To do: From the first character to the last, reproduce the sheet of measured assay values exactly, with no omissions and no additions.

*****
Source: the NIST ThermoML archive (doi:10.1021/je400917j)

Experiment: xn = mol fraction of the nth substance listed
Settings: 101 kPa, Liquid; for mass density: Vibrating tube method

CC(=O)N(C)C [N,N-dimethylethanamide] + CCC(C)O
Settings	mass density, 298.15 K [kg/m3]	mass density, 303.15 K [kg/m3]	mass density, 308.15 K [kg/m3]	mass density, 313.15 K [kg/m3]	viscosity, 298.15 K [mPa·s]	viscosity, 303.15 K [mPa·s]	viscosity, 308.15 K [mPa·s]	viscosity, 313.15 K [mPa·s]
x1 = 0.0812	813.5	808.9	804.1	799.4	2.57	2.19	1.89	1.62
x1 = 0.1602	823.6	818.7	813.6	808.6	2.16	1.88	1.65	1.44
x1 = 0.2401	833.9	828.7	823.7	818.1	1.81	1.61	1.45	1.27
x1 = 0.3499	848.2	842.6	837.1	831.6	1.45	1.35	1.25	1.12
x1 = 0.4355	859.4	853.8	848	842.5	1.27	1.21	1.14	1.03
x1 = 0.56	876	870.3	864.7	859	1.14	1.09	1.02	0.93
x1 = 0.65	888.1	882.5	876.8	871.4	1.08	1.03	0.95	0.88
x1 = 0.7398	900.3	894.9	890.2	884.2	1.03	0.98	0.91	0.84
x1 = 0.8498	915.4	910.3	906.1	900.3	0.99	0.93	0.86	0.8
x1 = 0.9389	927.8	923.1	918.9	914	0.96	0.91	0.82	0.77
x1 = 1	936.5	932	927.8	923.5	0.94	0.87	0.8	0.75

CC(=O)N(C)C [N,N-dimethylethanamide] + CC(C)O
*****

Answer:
Source: the NIST ThermoML archive (doi:10.1021/je400917j)

Experiment: xn = mol fraction of the nth substance listed
Settings: 101 kPa, Liquid; for mass density: Vibrating tube method

CC(=O)N(C)C [N,N-dimethylethanamide] + CCC(C)O
Settings	mass density, 298.15 K [kg/m3]	mass density, 303.15 K [kg/m3]	mass density, 308.15 K [kg/m3]	mass density, 313.15 K [kg/m3]	viscosity, 298.15 K [mPa·s]	viscosity, 303.15 K [mPa·s]	viscosity, 308.15 K [mPa·s]	viscosity, 313.15 K [mPa·s]
x1 = 0.0812	813.5	808.9	804.1	799.4	2.57	2.19	1.89	1.62
x1 = 0.1602	823.6	818.7	813.6	808.6	2.16	1.88	1.65	1.44
x1 = 0.2401	833.9	828.7	823.7	818.1	1.81	1.61	1.45	1.27
x1 = 0.3499	848.2	842.6	837.1	831.6	1.45	1.35	1.25	1.12
x1 = 0.4355	859.4	853.8	848	842.5	1.27	1.21	1.14	1.03
x1 = 0.56	876	870.3	864.7	859	1.14	1.09	1.02	0.93
x1 = 0.65	888.1	882.5	876.8	871.4	1.08	1.03	0.95	0.88
x1 = 0.7398	900.3	894.9	890.2	884.2	1.03	0.98	0.91	0.84
x1 = 0.8498	915.4	910.3	906.1	900.3	0.99	0.93	0.86	0.8
x1 = 0.9389	927.8	923.1	918.9	914	0.96	0.91	0.82	0.77
x1 = 1	936.5	932	927.8	923.5	0.94	0.87	0.8	0.75

CC(=O)N(C)C [N,N-dimethylethanamide] + CC(C)O